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English Literature Coursework

My school is doing a coursework unit where we are supposed to read 4 books of our own (I did The Time Machine, The Power, Children of Men and Never Let me Go) to compare to Handmaids Tale. I was just wondering if anyone has potential themes which link towards each book and a question since I don't know much about the Handmaids tale. I was originally thinking social division between Handmaids tale and The Time Machine however I am not sure.
Hello,
I'm not aware of your 4 book choices however I study The Handmaid's Tale at A-Level literature. I 100% agree that something like Marxism theory would work for The Handmaid's Tale, looking at class divide within the Gilead Regime and the power divide. Hope this helps!
Thanks for the reply,
I appreciate your help with this, could you please tell me how Marxism theory links to Handmaids Tale since I am unsure about this
Original post by HasanKhan8321
Thanks for the reply,
I appreciate your help with this, could you please tell me how Marxism theory links to Handmaids Tale since I am unsure about this

I would personally go with the analysis of societal construct and how that influences power. However, I'm not sure if this will work with your other texts as I haven't read them. Although if it does work then I think it would be beneficial to look at the chapters in which the implementation of the Gilead regime is described (eg... freezing the bank accounts).

Side note: you could also take the Marxist perspective of how the authors experiences and beliefs will influence a text (eg... Atwood was inspired by the puritan society, themes of environmental toxic waste leads us to think of Chernobyll).

Really sorry if this doesn't work, I really hope it helps to generate some ideas🤞 Good luck!! I found Literature coursework particularly difficult.
Thanks,
I am slowly getting to know what you are talking about. Are we allowed to compare differences between texts or is it only similarities within course work.

I was thinking of doing the title linking with how society is controlled within texts which is vague but I was planning to do different sub headings within my coursework such as technology etc but would I be allowed to do this?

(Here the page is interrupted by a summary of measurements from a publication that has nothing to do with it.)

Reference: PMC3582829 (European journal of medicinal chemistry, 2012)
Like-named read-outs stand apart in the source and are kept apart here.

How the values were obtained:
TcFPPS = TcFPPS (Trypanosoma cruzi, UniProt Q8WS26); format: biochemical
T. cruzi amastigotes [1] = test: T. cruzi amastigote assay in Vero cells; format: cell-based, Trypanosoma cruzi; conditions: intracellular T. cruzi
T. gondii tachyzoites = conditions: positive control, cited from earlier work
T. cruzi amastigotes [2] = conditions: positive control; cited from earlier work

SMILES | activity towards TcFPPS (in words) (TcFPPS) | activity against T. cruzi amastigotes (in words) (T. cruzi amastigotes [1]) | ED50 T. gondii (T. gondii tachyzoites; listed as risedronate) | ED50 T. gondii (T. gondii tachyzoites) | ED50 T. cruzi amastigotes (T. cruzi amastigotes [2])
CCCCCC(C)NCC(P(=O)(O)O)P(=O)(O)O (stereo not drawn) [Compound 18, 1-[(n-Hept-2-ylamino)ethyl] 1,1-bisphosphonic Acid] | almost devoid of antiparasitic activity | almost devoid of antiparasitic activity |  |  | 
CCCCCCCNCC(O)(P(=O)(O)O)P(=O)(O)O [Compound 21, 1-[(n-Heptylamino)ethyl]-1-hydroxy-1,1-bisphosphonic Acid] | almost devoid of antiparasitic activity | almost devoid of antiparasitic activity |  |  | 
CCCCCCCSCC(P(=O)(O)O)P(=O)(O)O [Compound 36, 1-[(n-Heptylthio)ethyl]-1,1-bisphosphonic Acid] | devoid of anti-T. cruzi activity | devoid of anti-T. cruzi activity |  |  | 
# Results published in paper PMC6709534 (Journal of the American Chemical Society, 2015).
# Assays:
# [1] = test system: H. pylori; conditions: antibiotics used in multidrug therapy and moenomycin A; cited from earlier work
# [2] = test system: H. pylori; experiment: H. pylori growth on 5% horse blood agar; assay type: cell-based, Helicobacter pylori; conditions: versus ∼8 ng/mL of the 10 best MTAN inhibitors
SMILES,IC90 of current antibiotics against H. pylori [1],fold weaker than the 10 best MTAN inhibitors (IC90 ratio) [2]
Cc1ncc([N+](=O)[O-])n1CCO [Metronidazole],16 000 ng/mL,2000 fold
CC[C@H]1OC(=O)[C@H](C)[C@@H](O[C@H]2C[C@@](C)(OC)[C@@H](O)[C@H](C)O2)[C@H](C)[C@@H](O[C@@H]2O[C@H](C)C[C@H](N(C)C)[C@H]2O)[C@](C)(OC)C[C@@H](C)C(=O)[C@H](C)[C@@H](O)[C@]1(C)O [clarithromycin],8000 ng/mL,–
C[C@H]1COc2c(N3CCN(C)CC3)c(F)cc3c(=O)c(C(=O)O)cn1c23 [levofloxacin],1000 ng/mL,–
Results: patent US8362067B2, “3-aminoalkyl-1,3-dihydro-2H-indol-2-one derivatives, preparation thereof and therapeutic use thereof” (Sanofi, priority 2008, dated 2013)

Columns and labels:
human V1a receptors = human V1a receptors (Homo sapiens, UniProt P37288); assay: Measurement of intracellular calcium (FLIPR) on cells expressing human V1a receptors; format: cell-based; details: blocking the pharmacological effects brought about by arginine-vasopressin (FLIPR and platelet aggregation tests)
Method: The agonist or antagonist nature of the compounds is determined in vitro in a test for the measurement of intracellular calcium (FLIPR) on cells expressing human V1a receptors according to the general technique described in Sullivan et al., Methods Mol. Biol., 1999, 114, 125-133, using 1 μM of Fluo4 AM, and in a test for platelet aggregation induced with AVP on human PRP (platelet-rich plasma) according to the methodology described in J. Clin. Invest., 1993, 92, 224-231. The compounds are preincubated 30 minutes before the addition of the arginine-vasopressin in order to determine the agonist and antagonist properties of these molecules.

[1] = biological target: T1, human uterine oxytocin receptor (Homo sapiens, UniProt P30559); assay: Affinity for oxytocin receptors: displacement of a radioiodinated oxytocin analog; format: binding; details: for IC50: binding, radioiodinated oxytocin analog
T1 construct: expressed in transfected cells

Original post by HasanKhan8321
Thanks,
I am slowly getting to know what you are talking about. Are we allowed to compare differences between texts or is it only similarities within course work.

I was thinking of doing the title linking with how society is controlled within texts which is vague but I was planning to do different sub headings within my coursework such as technology etc but would I be allowed to do this?

I have no idea. Apologies! My best guess would be to make sure you know your examination board and then look up the specification online. (Eg... mine was AQA A Level Literature NEA- exam board would be AQA)

Hopefully this helps, I only know of excel as another exam board for this.
Original post by HasanKhan8321
My school is doing a coursework unit where we are supposed to read 4 books of our own (I did The Time Machine, The Power, Children of Men and Never Let me Go) to compare to Handmaids Tale. I was just wondering if anyone has potential themes which link towards each book and a question since I don't know much about the Handmaids tale. I was originally thinking social division between Handmaids tale and The Time Machine however I am not sure.


My set text was Frankenstein but I read both THT and NLMG!

They are both great choices and have many links such as othering, suffering, suppression, and political agendas (NLMG set in thatchers Britain vs the extreme political thinkings in Atwood's - influenced by dictators? such as the Nazis perhaps.), science and tech and many more.

For AQA they like you to use a critic in your question (this is completely made up and not an actual critic - find some online)
It has been said that both The Handmaids Tale and Never Let Me Go present a clear 'distinction between them and us'. In the light of this comment compare and contrast the ways in which The Handmaid Tale and Never Let Me Go present othering.
OR - the critic can talk about one book...
It has been said that Never Let Me Go is a product of 'political tensions and suffering in 80s England'. In the light of this comment present how the two chosen texts explore suffering and political ideologies.

If you need help finding examples from Never Let Me Go to support your points lmk :smile:

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